- Improves skin health and prevents early ageing.
- It helps in keeping cravings under control.
- It improves the quality of social interactions and relationships.
Sleeping well increases your overall productivity and sense of wellbeing. While breaking habits may be difficult, with deliberate efforts, it can be done.
These days where technology can remind us to drink water, there are many applications and devices these days that help you track your sleep, quality of sleep and give you an analysis of your sleeping habits.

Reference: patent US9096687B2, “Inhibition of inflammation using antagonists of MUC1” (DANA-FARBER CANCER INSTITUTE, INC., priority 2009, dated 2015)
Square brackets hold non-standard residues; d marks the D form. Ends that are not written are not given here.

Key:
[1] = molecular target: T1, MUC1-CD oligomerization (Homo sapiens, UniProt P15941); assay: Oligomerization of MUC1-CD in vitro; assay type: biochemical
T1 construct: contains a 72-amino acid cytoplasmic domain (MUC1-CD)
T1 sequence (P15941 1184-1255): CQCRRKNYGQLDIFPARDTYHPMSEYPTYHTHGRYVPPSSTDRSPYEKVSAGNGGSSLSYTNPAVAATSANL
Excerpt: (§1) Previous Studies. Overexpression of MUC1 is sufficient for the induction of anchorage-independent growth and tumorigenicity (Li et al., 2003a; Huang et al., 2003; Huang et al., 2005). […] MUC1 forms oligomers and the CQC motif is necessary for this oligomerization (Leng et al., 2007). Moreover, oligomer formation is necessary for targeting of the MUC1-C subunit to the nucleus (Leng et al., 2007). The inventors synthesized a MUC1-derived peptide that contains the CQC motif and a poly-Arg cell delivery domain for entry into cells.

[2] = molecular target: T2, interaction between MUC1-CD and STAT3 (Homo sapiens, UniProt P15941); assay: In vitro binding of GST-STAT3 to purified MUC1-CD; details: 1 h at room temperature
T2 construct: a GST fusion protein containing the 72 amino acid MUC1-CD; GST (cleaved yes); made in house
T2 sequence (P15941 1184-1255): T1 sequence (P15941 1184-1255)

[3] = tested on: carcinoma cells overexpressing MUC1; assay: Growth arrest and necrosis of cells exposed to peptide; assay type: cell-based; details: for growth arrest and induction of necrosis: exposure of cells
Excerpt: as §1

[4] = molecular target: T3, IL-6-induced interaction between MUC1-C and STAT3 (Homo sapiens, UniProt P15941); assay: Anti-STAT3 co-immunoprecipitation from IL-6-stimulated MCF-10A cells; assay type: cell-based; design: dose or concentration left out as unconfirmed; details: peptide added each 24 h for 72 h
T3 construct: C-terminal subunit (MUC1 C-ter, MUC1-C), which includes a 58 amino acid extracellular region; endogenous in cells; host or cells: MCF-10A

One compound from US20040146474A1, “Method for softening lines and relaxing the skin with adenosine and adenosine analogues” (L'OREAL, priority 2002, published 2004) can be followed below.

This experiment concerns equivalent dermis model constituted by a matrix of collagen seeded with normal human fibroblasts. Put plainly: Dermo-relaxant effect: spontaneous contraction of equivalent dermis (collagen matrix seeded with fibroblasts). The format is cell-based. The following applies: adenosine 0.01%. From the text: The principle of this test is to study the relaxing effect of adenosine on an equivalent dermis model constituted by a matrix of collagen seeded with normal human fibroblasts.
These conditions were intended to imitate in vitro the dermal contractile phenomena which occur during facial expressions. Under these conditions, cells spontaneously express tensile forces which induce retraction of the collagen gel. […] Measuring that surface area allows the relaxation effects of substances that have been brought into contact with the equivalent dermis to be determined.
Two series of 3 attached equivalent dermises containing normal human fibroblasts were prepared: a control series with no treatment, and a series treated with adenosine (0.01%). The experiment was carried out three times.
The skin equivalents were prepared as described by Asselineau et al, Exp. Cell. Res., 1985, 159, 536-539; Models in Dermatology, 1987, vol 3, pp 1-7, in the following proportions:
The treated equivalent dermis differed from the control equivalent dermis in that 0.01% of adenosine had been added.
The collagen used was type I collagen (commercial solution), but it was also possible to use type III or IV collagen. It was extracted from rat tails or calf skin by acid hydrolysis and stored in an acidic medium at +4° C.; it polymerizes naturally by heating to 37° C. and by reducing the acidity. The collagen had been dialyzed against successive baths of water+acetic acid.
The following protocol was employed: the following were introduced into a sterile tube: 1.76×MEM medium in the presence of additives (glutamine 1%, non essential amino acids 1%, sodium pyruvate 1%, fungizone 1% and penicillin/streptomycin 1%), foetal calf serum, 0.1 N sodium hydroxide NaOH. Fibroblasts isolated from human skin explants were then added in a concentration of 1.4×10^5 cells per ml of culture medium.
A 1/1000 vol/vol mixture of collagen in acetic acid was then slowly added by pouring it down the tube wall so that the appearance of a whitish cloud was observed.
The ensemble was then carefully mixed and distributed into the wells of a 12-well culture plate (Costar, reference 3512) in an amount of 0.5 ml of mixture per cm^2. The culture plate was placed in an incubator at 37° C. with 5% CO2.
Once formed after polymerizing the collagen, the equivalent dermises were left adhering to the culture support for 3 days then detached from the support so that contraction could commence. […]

Did you know that some companies in India award people for sleeping more? One such company had a challenge where it offered citizens? 10 lakhs to be the sleep champion of the country.
The same company even offers a “sleep internship” to students where all that interns must do is sleep. We have also heard of how the Japanese reward their employees for sleeping at least 6 hours a day. Sounds like so much fun!
Sleeping is one of those times where you relax, recharge, and have nothing to worry about for those few hours. Why make it a chore? While a lot of us do enjoy sleeping and could sleep through the day, let us encourage those who don’t.